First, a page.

Another Reason We'll Miss Leonard Nimoy: He Championed Full-Figured Women

In real life, Leonard Nimoy found it highly illogical that American women are bombarded with unattainable body images.
Feb 27, 2015· 1 MIN READ
Shaya Tayefe Mohajer is TakePart's News Editor.



When actor Leonard Nimoy died at age 83 in Los Angeles on Friday, Star Trek tributes lit up the Internet like the starry skies his character Mr. Spock explored.

There's little doubt he'll be best remembered as the pointy-eared and highly logical half-Vulcan science officer who flanked Captain Kirk as they boldly went where no man had gone before.

But in the years since his 1966–69 run as the notoriously cool-blooded Spock, there was an issue Nimoy was very passionate about: women's body image.

In this 2008 interview on The Colbert Report, Nimoy challenges Stephen Colbert to think differently about the full-figured women he photographed for his book of nude photography, The Full Body Project.

A photo—one of the few fully clothed ones—taken as part of Leonard Nimoy's series 'The Full Body Project.' (Photo: Leonard Nimoy/Creative Commons)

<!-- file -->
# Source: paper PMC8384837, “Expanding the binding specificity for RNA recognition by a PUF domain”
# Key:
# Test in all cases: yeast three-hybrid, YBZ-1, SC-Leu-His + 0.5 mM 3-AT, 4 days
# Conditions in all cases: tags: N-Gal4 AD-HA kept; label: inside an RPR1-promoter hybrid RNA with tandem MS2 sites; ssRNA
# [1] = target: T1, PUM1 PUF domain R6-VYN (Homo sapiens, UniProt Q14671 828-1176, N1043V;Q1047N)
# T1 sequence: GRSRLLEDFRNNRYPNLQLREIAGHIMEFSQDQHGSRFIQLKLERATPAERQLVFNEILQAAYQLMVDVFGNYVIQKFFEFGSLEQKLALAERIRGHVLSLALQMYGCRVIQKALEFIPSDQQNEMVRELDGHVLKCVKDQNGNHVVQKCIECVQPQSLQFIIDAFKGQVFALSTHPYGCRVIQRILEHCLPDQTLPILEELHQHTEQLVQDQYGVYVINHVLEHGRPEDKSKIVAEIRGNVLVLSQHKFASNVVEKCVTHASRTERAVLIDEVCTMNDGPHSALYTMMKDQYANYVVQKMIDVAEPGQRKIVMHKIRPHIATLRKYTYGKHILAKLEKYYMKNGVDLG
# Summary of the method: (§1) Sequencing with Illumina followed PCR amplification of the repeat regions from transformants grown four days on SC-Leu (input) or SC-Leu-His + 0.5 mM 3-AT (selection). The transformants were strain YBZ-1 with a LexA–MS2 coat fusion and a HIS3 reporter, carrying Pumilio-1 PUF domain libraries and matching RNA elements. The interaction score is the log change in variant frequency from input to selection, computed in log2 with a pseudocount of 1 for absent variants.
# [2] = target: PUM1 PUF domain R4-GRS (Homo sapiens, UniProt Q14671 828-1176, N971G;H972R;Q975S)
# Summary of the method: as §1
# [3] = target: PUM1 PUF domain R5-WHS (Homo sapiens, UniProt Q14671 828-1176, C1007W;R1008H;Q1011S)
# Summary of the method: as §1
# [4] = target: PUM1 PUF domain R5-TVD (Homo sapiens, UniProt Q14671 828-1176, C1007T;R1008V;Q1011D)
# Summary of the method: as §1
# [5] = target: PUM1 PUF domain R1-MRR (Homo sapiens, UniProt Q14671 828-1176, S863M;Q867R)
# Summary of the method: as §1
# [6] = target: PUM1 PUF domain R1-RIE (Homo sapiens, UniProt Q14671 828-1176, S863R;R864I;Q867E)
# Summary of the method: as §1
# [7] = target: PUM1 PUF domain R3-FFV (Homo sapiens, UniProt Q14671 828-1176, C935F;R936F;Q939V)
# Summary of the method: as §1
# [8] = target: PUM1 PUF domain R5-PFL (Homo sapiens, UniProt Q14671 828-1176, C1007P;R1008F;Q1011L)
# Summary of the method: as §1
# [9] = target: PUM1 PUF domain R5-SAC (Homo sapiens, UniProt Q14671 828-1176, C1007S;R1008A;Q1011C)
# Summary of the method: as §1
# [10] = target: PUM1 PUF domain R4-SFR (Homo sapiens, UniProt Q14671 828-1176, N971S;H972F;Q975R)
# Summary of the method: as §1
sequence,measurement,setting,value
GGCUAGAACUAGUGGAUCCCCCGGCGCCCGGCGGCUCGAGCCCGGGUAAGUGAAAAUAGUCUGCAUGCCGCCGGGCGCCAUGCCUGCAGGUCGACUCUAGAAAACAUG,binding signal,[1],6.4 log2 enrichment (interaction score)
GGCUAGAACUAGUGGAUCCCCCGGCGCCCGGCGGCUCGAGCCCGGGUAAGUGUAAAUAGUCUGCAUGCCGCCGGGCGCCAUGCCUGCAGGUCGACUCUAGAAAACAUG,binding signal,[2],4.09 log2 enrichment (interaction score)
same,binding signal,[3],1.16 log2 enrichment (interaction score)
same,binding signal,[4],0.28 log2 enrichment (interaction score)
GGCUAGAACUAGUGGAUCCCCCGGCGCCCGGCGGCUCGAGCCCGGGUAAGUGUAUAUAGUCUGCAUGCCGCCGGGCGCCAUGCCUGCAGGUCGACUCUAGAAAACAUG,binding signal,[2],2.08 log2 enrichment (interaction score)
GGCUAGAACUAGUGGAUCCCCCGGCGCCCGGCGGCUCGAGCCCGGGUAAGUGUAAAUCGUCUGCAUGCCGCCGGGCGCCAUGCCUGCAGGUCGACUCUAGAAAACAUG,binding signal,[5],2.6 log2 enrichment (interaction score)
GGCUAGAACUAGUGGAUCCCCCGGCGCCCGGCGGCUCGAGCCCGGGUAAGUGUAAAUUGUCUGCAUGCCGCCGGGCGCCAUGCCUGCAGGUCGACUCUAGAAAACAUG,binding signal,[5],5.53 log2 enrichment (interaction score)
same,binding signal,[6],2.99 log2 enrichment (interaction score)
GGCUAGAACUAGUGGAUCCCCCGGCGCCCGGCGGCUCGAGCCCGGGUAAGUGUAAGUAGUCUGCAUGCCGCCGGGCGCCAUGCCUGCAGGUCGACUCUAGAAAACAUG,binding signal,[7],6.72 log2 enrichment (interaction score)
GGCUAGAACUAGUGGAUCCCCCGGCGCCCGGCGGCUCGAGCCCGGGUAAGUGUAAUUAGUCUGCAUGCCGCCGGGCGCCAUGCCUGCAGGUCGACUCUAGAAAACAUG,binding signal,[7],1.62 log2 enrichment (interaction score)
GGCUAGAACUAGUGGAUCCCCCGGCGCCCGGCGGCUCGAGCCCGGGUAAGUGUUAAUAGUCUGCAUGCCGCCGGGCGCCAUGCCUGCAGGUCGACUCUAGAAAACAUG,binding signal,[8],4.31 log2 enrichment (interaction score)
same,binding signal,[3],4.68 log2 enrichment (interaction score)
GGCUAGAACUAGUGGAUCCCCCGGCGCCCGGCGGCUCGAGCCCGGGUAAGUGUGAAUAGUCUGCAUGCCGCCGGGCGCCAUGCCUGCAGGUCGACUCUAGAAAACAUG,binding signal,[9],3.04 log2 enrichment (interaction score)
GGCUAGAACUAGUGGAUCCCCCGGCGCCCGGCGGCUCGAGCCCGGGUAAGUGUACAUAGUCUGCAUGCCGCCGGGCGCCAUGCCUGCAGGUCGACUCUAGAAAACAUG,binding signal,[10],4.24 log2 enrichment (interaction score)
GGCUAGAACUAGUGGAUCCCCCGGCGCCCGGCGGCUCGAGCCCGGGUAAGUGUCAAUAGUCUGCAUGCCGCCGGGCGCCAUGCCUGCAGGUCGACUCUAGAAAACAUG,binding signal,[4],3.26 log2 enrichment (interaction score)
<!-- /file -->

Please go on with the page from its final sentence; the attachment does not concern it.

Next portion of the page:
“The standard is presented to us by the women who model the clothes that are being sold to the women in this country," Nimoy told Colbert. "The issue is this: The average woman in this country weighs 25 percent more than those models do, and they’ll never attain that body shape, so they’re being sold on the idea that they don’t look right."

Nimoy points out that there are entire industries that have succeeded by exploiting the insecurity that has developed in that 25 percent size gap. From weight loss pills to surgery, women are bombarded with invitations to buy their way out of their bodies—with few guarantees that any of it will work or proof of whether it's healthy. The shame and dysfunction that brings is something Nimoy disliked.

In real life, Nimoy may not have been a supernatural genius like Spock's character was, but his assertions are backed up by science. Brown University researchers have said that the difference between the ideal women we see and reality is not just "biologically unattainable for most people, but downright dangerous." The researchers cite Barbie as an example: If the famous blond doll were life-size, she'd be at 76 percent of healthy body weight and would require hospitalization.

By that standard, it doesn't feel like a stretch to imagine that Nimoy, like Spock, wanted American women to live long and prosper.